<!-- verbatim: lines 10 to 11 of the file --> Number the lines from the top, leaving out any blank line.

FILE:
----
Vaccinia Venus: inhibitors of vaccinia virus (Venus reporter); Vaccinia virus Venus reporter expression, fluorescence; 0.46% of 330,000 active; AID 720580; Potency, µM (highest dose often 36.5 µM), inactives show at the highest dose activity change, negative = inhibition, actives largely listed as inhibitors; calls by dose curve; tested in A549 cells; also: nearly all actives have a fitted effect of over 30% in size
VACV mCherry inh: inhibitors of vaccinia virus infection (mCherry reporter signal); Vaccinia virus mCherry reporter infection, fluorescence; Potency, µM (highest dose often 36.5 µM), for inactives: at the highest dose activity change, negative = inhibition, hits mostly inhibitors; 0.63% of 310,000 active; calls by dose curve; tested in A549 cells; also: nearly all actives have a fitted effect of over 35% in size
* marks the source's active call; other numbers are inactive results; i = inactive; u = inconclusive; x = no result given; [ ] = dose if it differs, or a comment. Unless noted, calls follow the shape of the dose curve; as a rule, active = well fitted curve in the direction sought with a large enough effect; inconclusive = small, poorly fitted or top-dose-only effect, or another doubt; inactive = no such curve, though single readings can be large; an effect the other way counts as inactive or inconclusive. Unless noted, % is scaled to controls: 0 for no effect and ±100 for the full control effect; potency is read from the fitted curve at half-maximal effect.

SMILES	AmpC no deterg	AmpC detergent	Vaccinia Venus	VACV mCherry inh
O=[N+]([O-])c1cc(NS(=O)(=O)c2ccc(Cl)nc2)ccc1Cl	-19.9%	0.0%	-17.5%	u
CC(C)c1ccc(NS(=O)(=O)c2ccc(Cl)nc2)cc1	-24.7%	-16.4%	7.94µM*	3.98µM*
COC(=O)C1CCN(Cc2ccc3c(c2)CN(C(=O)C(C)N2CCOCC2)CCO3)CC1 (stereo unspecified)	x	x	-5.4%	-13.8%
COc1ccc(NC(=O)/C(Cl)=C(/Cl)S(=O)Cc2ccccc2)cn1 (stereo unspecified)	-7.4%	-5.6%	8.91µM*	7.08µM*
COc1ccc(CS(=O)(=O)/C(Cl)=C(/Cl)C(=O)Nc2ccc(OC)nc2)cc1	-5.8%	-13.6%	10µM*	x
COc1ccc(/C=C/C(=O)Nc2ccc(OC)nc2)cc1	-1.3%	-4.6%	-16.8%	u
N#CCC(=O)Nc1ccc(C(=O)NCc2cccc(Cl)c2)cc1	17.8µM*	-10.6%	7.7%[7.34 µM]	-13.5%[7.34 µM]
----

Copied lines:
COc1ccc(/C=C/C(=O)Nc2ccc(OC)nc2)cc1	-1.3%	-4.6%	-16.8%	u
N#CCC(=O)Nc1ccc(C(=O)NCc2cccc(Cl)c2)cc1	17.8µM*	-10.6%	7.7%[7.34 µM]	-13.5%[7.34 µM]